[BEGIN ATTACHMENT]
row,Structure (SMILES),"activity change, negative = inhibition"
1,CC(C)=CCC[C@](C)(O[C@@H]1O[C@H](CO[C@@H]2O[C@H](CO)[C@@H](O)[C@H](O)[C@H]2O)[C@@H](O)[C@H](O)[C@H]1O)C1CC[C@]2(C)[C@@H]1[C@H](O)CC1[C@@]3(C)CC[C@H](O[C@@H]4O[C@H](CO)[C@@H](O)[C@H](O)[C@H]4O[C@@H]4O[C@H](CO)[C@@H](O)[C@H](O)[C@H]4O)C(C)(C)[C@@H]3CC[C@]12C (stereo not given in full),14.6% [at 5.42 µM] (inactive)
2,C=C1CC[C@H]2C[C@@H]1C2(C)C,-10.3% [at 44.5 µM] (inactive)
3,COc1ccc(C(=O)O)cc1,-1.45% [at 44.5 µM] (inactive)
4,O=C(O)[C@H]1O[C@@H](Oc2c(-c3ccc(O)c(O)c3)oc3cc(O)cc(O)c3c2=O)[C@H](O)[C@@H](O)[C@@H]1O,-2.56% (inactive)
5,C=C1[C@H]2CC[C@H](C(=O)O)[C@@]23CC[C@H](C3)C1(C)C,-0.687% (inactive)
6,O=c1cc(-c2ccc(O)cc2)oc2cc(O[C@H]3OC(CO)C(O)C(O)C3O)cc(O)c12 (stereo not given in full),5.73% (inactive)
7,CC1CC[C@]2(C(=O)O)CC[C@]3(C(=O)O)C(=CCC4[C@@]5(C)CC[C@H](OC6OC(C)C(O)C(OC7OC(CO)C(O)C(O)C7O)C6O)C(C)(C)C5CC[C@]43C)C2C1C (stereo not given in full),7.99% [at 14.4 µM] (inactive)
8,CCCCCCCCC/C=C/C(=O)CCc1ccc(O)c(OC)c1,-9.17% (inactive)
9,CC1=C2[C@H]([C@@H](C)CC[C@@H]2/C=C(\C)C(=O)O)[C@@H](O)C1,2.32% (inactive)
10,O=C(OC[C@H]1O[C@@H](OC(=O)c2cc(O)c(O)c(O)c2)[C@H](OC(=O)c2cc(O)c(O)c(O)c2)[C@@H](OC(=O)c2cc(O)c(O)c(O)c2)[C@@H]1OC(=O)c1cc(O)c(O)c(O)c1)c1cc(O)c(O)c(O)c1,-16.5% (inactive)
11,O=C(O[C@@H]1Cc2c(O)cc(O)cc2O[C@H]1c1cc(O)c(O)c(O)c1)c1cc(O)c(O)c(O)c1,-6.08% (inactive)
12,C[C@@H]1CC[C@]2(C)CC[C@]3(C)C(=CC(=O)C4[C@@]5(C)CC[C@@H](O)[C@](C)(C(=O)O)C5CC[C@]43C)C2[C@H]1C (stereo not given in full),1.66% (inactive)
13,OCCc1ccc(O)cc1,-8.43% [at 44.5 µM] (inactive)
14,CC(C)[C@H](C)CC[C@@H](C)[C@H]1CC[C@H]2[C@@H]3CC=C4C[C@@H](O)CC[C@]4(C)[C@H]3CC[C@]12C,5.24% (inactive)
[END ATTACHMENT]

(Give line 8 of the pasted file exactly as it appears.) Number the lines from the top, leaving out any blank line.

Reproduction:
7,CC1CC[C@]2(C(=O)O)CC[C@]3(C(=O)O)C(=CCC4[C@@]5(C)CC[C@H](OC6OC(C)C(O)C(OC7OC(CO)C(O)C(O)C7O)C6O)C(C)(C)C5CC[C@]43C)C2C1C (stereo not given in full),7.99% [at 14.4 µM] (inactive)